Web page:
Colonel Yuri Alekseyevich Gagarin, Soviet Air Forces. (9 March 1934 – 27 March 1968)

Yuriy Alekseyevich Gagarin (Юрий Алексеевич Гагарин) was born at Klushino, a village in Smolensk Oblast, Russian Soviet Federative Socialist Republic, 9 March 1934. He was the third of four children of Alexey Ivanovich Gagarin and Anna Timofeyevna Gagarina. The family, workers on a collective farm, were displaced by the German invasion of 1941.

Gagarin was drafted by the Soviet Army in 1955 and was sent to flight school. Gagarin received a commission as a lieutenant in the Soviet Air Force in 1957 and was promoted to senior lieutenant two years later.

Lieutenant Gagarin was one of nineteen pilots selected for the space program in 1960. This was further reduced to six cosmonaut candidates. Gagarin and Gherman Titov were the final Two candidates for the first manned space launch, with Gagarin being chosen.

Yuri Gagarin before launch. (RIA Novosti)

Yuri Gagarin was the first human to fly into space when he orbited Earth aboard Vostok I, 12 April 1961. The spacecraft was a spherical Vostok 3KA-3 capsule carried aloft by a Vostok-K rocket. Gagarin made one orbit of the Earth and began reentry over Africa. As the spacecraft was descending through 7,000 meters (20,966 feet), he ejected from the capsule and parachuted to the ground, landing near Engels, Saratov Oblast, at 0805 UTC.

Gagarin statue, London.
Gagarin statue, London.

© 2019, Bryan R. Swopes

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23 March 1965

Gemini III lifts off at Launch Complex 19, Kennedy Space Center, Cape Canaveral, Florida, 14:24:00 UTC, 23 March 1965. (NASA)
Gemini III lifts off at Launch Complex 19, Cape Kennedy Air Force Station, Cape Canaveral, Florida, 14:24:00 UTC, 23 March 1965. (NASA)

23 March 1965: At 14:24:00 UTC, Gemini III was launched aboard a Titan II GLV  rocket from Launch Complex 19 at the Cape Kennedy Air Force Station, Cape Canaveral, Florida. Major Virgil I. (“Gus”) Grissom, United States Air Force, a Project Mercury veteran, was the Spacecraft Commander, and Lieutenant Commander John W. Young, United States Navy, was the pilot.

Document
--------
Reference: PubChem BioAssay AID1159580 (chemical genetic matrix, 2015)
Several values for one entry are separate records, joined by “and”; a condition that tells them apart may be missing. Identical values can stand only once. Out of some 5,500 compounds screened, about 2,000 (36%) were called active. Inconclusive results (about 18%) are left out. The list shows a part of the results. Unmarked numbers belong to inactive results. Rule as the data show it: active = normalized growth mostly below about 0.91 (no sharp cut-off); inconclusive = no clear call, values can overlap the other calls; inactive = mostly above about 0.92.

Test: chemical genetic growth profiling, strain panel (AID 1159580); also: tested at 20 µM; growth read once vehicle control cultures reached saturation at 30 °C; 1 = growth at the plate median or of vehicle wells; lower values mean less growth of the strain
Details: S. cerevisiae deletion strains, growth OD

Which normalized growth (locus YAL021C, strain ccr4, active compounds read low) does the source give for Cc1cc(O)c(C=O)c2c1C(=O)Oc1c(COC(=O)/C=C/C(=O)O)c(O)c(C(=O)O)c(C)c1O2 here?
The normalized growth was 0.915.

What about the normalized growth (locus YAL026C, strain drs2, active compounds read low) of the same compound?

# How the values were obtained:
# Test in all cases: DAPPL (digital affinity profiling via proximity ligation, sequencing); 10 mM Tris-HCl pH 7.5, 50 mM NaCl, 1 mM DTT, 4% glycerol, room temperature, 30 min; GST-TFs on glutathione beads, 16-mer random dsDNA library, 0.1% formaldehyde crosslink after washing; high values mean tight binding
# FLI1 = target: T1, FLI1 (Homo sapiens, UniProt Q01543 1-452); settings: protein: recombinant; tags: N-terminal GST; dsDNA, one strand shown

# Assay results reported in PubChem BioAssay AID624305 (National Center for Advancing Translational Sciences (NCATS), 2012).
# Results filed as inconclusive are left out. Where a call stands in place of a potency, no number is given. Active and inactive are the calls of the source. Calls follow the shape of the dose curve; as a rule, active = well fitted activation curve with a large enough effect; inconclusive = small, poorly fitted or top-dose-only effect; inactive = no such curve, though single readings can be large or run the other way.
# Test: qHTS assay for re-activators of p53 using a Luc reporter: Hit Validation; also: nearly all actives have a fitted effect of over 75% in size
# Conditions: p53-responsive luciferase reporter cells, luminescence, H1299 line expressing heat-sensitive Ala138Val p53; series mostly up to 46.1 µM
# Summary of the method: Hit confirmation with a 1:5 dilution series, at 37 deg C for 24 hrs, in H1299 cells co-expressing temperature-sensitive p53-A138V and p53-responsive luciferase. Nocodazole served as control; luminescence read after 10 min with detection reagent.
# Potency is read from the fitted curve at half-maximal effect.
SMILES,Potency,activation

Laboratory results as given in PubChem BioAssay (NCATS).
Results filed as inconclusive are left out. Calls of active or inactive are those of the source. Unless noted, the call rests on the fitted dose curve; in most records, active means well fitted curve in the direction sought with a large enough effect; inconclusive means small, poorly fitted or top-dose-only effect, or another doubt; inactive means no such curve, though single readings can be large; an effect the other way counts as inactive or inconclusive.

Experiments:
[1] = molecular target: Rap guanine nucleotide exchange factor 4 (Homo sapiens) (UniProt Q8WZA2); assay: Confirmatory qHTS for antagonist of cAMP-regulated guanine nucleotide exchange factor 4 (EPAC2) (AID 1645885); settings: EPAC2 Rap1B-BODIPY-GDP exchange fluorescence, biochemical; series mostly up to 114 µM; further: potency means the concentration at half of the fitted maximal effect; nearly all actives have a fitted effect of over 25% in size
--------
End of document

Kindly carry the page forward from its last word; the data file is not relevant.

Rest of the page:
The purpose of the mission was to test spacecraft orbital maneuvering capabilities that would be necessary in later flights of the Gemini and Apollo programs. Gemini III made three orbits of the Earth, and splashed down after 4 hours, 52 minutes, 31 seconds. Miscalculations of the Gemini capsule’s aerodynamics caused the spacecraft to miss the intended splash down point by 50 miles (80 kilometers). Gemini III splashed down in the Atlantic Ocean, north east of the Turks and Caicos Islands. The recovery ship was USS Intrepid (CV-11).

Gus Grissom would later command the flight crew of Apollo 1. He was killed with his crew during the tragic fire  during a pre-launch test, 27 January 1967.

John Young served as Spacecraft Commander for Gemini 10, Command Module Pilot on Apollo 10, back-up commander for Apollo 13, commander Apollo 16, and back-up commander for Apollo 17. Later, he was commander of the maiden flight of the space shuttle Columbia STS-1 and again for STS-9 and was in line to command STS-61J.

The flight crew of Gemini III, John W. Young and Virgil I. Grissom. (NASA)
The flight crew of Gemini III, Lieutenant Commander John W. Young, U.S. Navy, and Major Virgil I. Grissom, U.S. Air Force. (NASA)